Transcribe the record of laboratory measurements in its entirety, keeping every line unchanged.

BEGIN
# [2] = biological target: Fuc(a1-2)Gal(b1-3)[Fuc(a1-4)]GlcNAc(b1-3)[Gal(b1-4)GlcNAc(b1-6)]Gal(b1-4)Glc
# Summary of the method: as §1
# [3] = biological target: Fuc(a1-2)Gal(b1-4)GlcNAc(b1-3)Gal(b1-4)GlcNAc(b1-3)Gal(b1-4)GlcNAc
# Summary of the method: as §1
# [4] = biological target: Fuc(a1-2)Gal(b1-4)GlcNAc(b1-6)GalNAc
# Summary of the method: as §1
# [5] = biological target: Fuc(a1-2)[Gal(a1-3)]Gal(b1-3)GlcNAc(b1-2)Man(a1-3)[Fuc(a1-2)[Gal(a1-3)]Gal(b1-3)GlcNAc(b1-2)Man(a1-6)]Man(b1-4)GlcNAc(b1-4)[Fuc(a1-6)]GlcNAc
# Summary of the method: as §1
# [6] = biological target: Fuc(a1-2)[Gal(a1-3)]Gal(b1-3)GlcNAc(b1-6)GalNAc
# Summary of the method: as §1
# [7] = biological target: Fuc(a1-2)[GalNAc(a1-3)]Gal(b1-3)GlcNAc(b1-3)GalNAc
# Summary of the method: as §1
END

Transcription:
# [2] = biological target: Fuc(a1-2)Gal(b1-3)[Fuc(a1-4)]GlcNAc(b1-3)[Gal(b1-4)GlcNAc(b1-6)]Gal(b1-4)Glc
# Summary of the method: as §1
# [3] = biological target: Fuc(a1-2)Gal(b1-4)GlcNAc(b1-3)Gal(b1-4)GlcNAc(b1-3)Gal(b1-4)GlcNAc
# Summary of the method: as §1
# [4] = biological target: Fuc(a1-2)Gal(b1-4)GlcNAc(b1-6)GalNAc
# Summary of the method: as §1
# [5] = biological target: Fuc(a1-2)[Gal(a1-3)]Gal(b1-3)GlcNAc(b1-2)Man(a1-3)[Fuc(a1-2)[Gal(a1-3)]Gal(b1-3)GlcNAc(b1-2)Man(a1-6)]Man(b1-4)GlcNAc(b1-4)[Fuc(a1-6)]GlcNAc
# Summary of the method: as §1
# [6] = biological target: Fuc(a1-2)[Gal(a1-3)]Gal(b1-3)GlcNAc(b1-6)GalNAc
# Summary of the method: as §1
# [7] = biological target: Fuc(a1-2)[GalNAc(a1-3)]Gal(b1-3)GlcNAc(b1-3)GalNAc
# Summary of the method: as §1